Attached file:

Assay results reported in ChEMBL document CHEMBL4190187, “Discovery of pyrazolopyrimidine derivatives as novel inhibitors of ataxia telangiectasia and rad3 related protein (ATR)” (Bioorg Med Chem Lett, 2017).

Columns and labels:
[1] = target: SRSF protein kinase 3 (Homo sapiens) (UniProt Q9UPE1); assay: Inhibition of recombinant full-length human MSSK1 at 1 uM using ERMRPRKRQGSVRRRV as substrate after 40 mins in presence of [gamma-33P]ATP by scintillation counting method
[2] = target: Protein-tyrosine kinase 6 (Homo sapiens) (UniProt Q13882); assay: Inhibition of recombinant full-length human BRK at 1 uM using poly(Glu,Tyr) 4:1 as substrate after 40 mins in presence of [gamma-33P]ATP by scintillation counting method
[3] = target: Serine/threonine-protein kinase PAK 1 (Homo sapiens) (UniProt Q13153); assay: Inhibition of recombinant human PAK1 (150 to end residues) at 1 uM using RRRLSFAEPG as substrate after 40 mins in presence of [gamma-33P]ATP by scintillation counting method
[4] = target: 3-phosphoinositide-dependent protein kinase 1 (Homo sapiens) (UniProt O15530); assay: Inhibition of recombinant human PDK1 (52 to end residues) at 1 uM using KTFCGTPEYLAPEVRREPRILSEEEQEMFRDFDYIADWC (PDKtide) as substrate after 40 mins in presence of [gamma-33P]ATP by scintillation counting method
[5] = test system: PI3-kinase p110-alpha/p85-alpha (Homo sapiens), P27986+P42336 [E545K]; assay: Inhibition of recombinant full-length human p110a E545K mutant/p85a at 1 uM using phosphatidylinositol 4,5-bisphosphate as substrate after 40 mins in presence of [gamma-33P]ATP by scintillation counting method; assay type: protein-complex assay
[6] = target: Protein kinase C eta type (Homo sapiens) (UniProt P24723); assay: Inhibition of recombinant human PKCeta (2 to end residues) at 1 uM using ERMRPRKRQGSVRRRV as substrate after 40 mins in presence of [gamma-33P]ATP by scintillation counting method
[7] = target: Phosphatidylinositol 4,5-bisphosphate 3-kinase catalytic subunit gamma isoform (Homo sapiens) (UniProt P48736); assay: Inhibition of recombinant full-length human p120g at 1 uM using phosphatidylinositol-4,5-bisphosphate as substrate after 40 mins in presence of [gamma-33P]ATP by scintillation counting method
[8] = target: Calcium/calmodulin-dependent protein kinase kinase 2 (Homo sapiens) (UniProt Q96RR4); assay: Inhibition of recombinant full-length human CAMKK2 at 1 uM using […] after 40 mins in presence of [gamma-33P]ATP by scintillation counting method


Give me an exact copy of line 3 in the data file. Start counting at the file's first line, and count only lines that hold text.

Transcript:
[1] = target: SRSF protein kinase 3 (Homo sapiens) (UniProt Q9UPE1); assay: Inhibition of recombinant full-length human MSSK1 at 1 uM using ERMRPRKRQGSVRRRV as substrate after 40 mins in presence of [gamma-33P]ATP by scintillation counting method